As Laidback Luke put it: “I’ve got Roger Sanchez to thank. I was his opening DJ for a while and I would play three-hour sets. So I feel young DJs should be able to do everything: mix fast, mix slow, blend, do tricks, learn scratching, lock into the crowd. Basically everything.” Watch the full panel video below – and stay tuned for more highlights from EMC 2012.

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katiecunningham

katiecunningham said on the 5th Dec, 2012

Laidback Luke is pretty switched on. Liked this panel!

JoeMayberry

JoeMayberry said on the 6th Dec, 2012

"it%u2019s important to remember that he probably doesn%u2019t know what real DJing is"
Goodwill re: Deadmau5

I think this is a bit of a stretch to say the least.

josh_goods

josh_goods said on the 6th Dec, 2012

ha! alesso was so shit at creamfields, nice to know i was write in dissing him... this gives me so much faith about the potential of my own abilities

JackT

JackT said on the 6th Dec, 2012

I'm not sure Luke was dissing his abilities, just commenting on the strangeness of DJing in that situation when you're green.

Shayno89

Shayno89 said on the 6th Dec, 2012

Sam Littlemore seems like a cock..

AceJaceAce

AceJaceAce said on the 6th Dec, 2012

Laidback Luke defiantly my fav DJ not so much for productions for the way he djs and the Twitter activity to his fans at his level is truly a feat of its own

lawlietskyy

lawlietskyy said on the 6th Dec, 2012

That sam la more c*nt is so up himself .. It's always sunny in doucheville hence the glasses

WLVRN

WLVRN said on the 7th Dec, 2012

gotta agree with LL, my own reply back then to that tripe comment from dm "we all hit play" was to mention that basically everyone i know that DJs FREESTYLES their mix, an ongoing evolution of soundscape that changes with their Flow/Heartbeat at that instant, sure they "pack a crate" first, but they put it together as they go to fill the night, including sectioning different samples than "planned" to mix into their output spur of moment, a Thinking Game, not a preset "hit play", ps, to digress, W(here)TF do bassnectar get off with its patriarchaic tweet the other moon about how "girls, don't get your breasts out at gigs, you shouldn't be putting that out there" gobshite??? maybe he'd be better off taking advantage of the HUGE audience of (often "mcman" [lols] tittied) troglodytes at his gigs to remind them that a Femme getting Her shirt off doesn't auto-mean "ho wanna fuck" anymore than any dude getting shirt off means anymore than "fuck it's hot today".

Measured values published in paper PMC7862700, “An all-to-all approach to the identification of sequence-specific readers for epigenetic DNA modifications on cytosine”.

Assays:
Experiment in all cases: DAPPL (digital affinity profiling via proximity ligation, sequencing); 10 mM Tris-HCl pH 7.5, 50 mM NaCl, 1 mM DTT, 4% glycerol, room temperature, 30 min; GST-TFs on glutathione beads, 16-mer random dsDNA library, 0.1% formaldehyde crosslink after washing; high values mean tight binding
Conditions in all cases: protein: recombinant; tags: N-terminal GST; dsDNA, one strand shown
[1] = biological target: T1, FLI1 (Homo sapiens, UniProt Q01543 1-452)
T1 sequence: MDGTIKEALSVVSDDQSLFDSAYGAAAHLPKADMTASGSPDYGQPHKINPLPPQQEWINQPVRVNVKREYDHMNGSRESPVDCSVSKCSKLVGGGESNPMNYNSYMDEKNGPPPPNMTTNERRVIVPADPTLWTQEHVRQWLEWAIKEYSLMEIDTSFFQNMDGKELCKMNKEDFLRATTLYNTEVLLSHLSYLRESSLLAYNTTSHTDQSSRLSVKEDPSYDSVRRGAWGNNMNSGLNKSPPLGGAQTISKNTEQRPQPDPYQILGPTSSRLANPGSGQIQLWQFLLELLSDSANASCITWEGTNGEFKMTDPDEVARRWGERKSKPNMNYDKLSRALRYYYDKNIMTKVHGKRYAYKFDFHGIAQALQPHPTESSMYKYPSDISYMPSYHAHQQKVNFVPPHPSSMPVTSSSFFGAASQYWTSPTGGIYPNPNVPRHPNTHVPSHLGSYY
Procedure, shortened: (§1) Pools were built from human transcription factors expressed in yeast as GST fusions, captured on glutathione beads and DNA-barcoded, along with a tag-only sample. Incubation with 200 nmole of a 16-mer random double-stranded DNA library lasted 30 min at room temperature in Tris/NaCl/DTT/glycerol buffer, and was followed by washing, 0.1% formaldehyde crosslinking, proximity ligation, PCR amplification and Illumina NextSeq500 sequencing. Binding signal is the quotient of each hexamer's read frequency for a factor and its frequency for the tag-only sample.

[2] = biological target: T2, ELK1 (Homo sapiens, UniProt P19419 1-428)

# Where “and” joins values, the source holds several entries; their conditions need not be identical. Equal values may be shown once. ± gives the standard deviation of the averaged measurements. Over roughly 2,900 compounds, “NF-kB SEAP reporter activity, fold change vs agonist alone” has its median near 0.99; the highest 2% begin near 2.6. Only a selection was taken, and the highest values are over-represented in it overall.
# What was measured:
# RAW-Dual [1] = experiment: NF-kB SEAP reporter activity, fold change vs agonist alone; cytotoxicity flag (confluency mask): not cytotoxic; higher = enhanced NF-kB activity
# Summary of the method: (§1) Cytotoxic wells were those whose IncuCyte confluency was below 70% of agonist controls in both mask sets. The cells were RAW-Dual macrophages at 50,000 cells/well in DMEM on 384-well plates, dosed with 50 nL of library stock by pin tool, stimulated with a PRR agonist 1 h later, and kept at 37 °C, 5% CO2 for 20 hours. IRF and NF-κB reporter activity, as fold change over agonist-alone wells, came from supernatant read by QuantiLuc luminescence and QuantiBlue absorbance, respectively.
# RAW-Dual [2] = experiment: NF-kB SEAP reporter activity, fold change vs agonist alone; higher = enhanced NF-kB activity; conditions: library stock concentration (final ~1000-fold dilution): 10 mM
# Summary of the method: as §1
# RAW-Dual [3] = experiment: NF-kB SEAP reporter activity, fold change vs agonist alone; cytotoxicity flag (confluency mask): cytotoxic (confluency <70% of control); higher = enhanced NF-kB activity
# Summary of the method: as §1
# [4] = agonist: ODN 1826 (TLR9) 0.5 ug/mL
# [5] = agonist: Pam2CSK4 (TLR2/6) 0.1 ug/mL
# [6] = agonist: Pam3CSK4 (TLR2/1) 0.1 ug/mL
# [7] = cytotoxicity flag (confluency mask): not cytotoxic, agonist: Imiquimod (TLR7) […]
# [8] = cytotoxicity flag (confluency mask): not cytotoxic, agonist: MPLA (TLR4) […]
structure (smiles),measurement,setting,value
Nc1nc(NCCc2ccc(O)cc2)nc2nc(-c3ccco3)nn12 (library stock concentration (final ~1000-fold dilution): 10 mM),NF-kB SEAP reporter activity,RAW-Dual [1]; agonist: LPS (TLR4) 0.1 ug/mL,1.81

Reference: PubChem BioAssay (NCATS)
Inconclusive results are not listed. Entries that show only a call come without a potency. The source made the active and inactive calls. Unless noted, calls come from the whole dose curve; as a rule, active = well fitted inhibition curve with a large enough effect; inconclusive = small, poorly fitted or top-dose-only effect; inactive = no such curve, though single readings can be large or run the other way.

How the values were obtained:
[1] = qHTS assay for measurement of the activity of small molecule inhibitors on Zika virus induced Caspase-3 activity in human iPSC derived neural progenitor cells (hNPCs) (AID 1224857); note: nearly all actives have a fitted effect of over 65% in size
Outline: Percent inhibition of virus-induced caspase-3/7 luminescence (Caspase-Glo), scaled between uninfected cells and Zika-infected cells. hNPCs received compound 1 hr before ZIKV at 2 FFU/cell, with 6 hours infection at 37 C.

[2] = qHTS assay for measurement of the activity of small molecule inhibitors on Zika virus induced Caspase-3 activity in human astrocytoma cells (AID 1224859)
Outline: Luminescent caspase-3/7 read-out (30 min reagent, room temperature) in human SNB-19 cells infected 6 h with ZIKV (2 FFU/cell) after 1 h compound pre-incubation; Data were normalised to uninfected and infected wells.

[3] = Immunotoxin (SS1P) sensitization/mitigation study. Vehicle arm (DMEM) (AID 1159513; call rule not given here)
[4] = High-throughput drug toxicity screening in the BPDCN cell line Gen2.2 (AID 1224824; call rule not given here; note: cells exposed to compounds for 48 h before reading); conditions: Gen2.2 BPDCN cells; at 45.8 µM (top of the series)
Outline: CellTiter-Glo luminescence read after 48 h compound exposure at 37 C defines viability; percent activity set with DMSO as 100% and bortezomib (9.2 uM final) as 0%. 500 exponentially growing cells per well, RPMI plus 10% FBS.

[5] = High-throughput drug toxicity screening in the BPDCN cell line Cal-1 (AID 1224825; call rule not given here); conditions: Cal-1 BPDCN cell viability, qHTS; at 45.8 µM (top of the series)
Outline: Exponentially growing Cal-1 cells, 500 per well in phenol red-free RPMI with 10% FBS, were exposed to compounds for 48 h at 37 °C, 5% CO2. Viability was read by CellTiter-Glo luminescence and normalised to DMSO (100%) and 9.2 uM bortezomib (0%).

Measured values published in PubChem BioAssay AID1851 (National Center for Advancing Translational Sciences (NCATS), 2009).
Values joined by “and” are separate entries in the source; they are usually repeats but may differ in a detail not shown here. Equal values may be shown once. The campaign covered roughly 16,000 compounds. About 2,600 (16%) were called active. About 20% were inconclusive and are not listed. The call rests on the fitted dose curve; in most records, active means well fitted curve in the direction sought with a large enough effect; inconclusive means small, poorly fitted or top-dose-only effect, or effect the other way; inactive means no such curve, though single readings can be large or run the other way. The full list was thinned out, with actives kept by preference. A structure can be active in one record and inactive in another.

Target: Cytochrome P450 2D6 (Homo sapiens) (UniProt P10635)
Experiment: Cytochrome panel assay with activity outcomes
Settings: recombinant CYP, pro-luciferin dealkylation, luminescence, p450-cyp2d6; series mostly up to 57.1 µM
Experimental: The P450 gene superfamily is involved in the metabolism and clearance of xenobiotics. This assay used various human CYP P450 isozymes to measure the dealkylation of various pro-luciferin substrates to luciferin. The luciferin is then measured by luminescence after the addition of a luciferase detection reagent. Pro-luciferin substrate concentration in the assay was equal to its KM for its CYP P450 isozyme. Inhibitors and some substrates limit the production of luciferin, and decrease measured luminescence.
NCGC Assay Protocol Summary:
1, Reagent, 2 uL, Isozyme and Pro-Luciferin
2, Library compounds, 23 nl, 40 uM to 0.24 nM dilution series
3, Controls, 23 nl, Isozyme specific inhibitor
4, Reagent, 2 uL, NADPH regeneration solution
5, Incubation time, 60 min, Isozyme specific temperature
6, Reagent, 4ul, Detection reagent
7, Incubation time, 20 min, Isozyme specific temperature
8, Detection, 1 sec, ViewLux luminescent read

WLVRN

WLVRN said on the 7th Dec, 2012

gotta agree with LL, my own reply back then to that tripe comment from dm "we all hit play" was to mention that basically everyone i know that DJs FREESTYLES their mix, an ongoing evolution of soundscape that changes with their Flow/Heartbeat at that instant, sure they "pack a crate" first, but they put it together as they go to fill the night, including sectioning different samples than "planned" to mix into their output spur of moment, a Thinking Game, not a preset "hit play", ps, to digress, W(here)TF do bassnectar get off with its patriarchaic tweet the other moon about how "girls, don't get your breasts out at gigs, you shouldn't be putting that out there" gobshite??? maybe he'd be better off taking advantage of the HUGE audience of (often "mcman" [lols] tittied) troglodytes at his gigs to remind them that a Femme getting Her shirt off doesn't auto-mean "ho wanna fuck" anymore than any dude getting shirt off means anymore than "fuck it's hot today".

lawlietskyy

lawlietskyy said on the 9th Dec, 2012

What the f*ck are you on? ^^^^^^^^^^^

SlicyDicer

SlicyDicer said on the 11th Dec, 2012

Goodwill is infinitely more grounded than sam la more

DJ BOOGIEMAN

DJ BOOGIEMAN said on the 25th Jun, 2013

Do you agree that big ticket DJ's should be required to do a live sound check on stage with live video feed of them during their sets like DJ's do at the DMC World DJ Championships to verify that all of their equipment is plugged in and that they are mixing live while performing?

Heist9000

Heist9000 said on the 9th Jul, 2013

Jimmy Hendrix just stands there and plucks strings man... It's bullshit